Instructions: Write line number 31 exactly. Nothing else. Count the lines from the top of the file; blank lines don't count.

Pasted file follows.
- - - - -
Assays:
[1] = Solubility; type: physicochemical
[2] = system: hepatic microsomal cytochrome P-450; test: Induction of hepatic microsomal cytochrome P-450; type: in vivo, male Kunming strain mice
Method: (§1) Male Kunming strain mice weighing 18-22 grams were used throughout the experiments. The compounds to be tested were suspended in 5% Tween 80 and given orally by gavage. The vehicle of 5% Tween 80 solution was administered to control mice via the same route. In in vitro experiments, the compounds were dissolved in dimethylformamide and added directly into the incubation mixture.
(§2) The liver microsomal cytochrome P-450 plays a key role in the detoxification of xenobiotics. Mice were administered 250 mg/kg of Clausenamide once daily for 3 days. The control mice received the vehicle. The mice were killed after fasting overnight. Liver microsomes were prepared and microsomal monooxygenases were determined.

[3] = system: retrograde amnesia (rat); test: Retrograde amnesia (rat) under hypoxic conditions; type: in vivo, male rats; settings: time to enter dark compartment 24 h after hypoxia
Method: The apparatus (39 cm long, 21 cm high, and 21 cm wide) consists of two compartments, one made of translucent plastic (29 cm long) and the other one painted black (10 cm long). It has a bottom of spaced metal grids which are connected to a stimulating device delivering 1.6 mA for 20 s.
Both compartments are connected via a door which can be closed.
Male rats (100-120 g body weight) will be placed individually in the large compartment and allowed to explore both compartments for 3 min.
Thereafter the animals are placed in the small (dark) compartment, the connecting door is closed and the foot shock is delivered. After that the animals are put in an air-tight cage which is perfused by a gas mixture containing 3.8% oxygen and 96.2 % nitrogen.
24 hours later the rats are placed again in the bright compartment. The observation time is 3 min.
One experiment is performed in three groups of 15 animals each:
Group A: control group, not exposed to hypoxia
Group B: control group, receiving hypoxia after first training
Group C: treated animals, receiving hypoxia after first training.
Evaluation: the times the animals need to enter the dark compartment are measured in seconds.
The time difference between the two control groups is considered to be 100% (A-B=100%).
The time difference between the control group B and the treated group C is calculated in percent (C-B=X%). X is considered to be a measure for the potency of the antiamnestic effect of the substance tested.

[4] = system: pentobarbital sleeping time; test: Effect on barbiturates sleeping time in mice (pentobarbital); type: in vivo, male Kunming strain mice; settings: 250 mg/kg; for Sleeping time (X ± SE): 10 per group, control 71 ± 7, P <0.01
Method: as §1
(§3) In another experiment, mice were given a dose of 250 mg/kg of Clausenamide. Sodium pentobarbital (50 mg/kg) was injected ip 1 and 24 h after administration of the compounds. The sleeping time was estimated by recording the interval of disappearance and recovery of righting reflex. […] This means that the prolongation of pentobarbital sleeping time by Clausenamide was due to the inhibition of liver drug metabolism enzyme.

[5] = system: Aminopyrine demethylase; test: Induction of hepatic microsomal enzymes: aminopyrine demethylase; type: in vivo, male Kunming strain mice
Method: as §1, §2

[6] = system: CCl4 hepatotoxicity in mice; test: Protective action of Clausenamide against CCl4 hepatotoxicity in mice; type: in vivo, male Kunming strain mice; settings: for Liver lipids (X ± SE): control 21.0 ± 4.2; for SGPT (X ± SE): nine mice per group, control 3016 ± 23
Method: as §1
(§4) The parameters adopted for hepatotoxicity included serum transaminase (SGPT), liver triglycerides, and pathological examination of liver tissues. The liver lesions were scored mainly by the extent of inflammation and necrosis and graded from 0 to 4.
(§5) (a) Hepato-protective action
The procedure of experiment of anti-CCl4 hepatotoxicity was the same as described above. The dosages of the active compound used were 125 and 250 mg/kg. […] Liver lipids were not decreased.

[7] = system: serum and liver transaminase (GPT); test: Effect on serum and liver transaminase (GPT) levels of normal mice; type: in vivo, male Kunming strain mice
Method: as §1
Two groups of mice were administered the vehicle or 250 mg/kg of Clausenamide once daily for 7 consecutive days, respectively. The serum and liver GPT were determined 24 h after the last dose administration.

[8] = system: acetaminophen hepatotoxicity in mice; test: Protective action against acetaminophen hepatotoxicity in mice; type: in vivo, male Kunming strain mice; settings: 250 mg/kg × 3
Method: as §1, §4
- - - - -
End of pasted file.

Two groups of mice were administered the vehicle or 250 mg/kg of Clausenamide once daily for 7 consecutive days, respectively. The serum and liver GPT were determined 24 h after the last dose administration.